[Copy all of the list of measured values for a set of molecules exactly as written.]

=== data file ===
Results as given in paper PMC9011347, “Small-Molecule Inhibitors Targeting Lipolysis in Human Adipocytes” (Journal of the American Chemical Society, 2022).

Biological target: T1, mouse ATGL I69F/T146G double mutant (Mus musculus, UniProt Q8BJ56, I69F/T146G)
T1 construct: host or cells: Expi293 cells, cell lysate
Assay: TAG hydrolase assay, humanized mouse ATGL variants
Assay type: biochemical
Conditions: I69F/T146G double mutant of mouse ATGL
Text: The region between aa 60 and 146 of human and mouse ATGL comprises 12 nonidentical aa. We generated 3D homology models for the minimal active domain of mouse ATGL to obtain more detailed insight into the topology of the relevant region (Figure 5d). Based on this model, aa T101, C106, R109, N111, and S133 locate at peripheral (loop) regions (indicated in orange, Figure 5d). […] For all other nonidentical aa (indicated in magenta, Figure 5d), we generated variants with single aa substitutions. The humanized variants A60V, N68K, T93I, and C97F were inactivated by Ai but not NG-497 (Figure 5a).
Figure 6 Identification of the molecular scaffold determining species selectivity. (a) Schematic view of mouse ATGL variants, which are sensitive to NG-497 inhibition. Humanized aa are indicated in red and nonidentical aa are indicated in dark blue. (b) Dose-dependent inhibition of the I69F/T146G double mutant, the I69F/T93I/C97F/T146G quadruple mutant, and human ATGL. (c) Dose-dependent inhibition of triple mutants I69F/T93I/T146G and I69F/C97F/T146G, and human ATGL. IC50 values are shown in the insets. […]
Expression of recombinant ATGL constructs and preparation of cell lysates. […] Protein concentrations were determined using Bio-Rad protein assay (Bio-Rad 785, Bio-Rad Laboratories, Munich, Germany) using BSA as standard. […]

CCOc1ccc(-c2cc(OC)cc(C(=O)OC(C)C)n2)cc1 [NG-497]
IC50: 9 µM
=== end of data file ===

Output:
Results as given in paper PMC9011347, “Small-Molecule Inhibitors Targeting Lipolysis in Human Adipocytes” (Journal of the American Chemical Society, 2022).

Biological target: T1, mouse ATGL I69F/T146G double mutant (Mus musculus, UniProt Q8BJ56, I69F/T146G)
T1 construct: host or cells: Expi293 cells, cell lysate
Assay: TAG hydrolase assay, humanized mouse ATGL variants
Assay type: biochemical
Conditions: I69F/T146G double mutant of mouse ATGL
Text: The region between aa 60 and 146 of human and mouse ATGL comprises 12 nonidentical aa. We generated 3D homology models for the minimal active domain of mouse ATGL to obtain more detailed insight into the topology of the relevant region (Figure 5d). Based on this model, aa T101, C106, R109, N111, and S133 locate at peripheral (loop) regions (indicated in orange, Figure 5d). […] For all other nonidentical aa (indicated in magenta, Figure 5d), we generated variants with single aa substitutions. The humanized variants A60V, N68K, T93I, and C97F were inactivated by Ai but not NG-497 (Figure 5a).
Figure 6 Identification of the molecular scaffold determining species selectivity. (a) Schematic view of mouse ATGL variants, which are sensitive to NG-497 inhibition. Humanized aa are indicated in red and nonidentical aa are indicated in dark blue. (b) Dose-dependent inhibition of the I69F/T146G double mutant, the I69F/T93I/C97F/T146G quadruple mutant, and human ATGL. (c) Dose-dependent inhibition of triple mutants I69F/T93I/T146G and I69F/C97F/T146G, and human ATGL. IC50 values are shown in the insets. […]
Expression of recombinant ATGL constructs and preparation of cell lysates. […] Protein concentrations were determined using Bio-Rad protein assay (Bio-Rad 785, Bio-Rad Laboratories, Munich, Germany) using BSA as standard. […]

CCOc1ccc(-c2cc(OC)cc(C(=O)OC(C)C)n2)cc1 [NG-497]
IC50: 9 µM